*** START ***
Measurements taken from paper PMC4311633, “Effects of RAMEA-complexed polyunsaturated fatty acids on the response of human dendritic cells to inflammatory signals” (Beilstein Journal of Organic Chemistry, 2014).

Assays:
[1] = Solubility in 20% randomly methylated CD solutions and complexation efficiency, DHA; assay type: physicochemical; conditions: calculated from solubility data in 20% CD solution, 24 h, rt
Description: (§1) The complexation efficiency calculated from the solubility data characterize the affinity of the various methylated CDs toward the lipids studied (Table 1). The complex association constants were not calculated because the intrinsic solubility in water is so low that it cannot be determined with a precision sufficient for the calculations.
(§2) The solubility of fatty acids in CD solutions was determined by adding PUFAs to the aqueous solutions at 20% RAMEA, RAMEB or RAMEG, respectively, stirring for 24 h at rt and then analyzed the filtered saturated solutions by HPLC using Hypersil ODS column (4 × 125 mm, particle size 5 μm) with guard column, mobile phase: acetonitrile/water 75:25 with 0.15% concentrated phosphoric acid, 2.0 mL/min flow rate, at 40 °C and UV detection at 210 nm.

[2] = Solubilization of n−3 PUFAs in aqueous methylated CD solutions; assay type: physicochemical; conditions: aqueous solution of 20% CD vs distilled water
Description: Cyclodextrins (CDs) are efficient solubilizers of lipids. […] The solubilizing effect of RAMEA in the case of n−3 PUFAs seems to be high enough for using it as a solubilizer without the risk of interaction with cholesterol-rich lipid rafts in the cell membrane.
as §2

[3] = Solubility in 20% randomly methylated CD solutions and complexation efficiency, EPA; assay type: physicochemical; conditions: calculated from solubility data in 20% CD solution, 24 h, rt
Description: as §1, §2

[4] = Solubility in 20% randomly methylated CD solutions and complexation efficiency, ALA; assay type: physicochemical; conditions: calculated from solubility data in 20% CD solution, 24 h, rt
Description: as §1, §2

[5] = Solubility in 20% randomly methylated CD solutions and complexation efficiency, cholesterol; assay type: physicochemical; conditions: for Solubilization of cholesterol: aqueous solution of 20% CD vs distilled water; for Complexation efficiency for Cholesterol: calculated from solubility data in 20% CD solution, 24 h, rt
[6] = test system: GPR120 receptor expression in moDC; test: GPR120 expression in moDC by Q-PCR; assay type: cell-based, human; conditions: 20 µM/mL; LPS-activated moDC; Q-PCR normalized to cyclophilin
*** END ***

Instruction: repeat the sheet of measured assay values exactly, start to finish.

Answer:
Measurements taken from paper PMC4311633, “Effects of RAMEA-complexed polyunsaturated fatty acids on the response of human dendritic cells to inflammatory signals” (Beilstein Journal of Organic Chemistry, 2014).

Assays:
[1] = Solubility in 20% randomly methylated CD solutions and complexation efficiency, DHA; assay type: physicochemical; conditions: calculated from solubility data in 20% CD solution, 24 h, rt
Description: (§1) The complexation efficiency calculated from the solubility data characterize the affinity of the various methylated CDs toward the lipids studied (Table 1). The complex association constants were not calculated because the intrinsic solubility in water is so low that it cannot be determined with a precision sufficient for the calculations.
(§2) The solubility of fatty acids in CD solutions was determined by adding PUFAs to the aqueous solutions at 20% RAMEA, RAMEB or RAMEG, respectively, stirring for 24 h at rt and then analyzed the filtered saturated solutions by HPLC using Hypersil ODS column (4 × 125 mm, particle size 5 μm) with guard column, mobile phase: acetonitrile/water 75:25 with 0.15% concentrated phosphoric acid, 2.0 mL/min flow rate, at 40 °C and UV detection at 210 nm.

[2] = Solubilization of n−3 PUFAs in aqueous methylated CD solutions; assay type: physicochemical; conditions: aqueous solution of 20% CD vs distilled water
Description: Cyclodextrins (CDs) are efficient solubilizers of lipids. […] The solubilizing effect of RAMEA in the case of n−3 PUFAs seems to be high enough for using it as a solubilizer without the risk of interaction with cholesterol-rich lipid rafts in the cell membrane.
as §2

[3] = Solubility in 20% randomly methylated CD solutions and complexation efficiency, EPA; assay type: physicochemical; conditions: calculated from solubility data in 20% CD solution, 24 h, rt
Description: as §1, §2

[4] = Solubility in 20% randomly methylated CD solutions and complexation efficiency, ALA; assay type: physicochemical; conditions: calculated from solubility data in 20% CD solution, 24 h, rt
Description: as §1, §2

[5] = Solubility in 20% randomly methylated CD solutions and complexation efficiency, cholesterol; assay type: physicochemical; conditions: for Solubilization of cholesterol: aqueous solution of 20% CD vs distilled water; for Complexation efficiency for Cholesterol: calculated from solubility data in 20% CD solution, 24 h, rt
[6] = test system: GPR120 receptor expression in moDC; test: GPR120 expression in moDC by Q-PCR; assay type: cell-based, human; conditions: 20 µM/mL; LPS-activated moDC; Q-PCR normalized to cyclophilin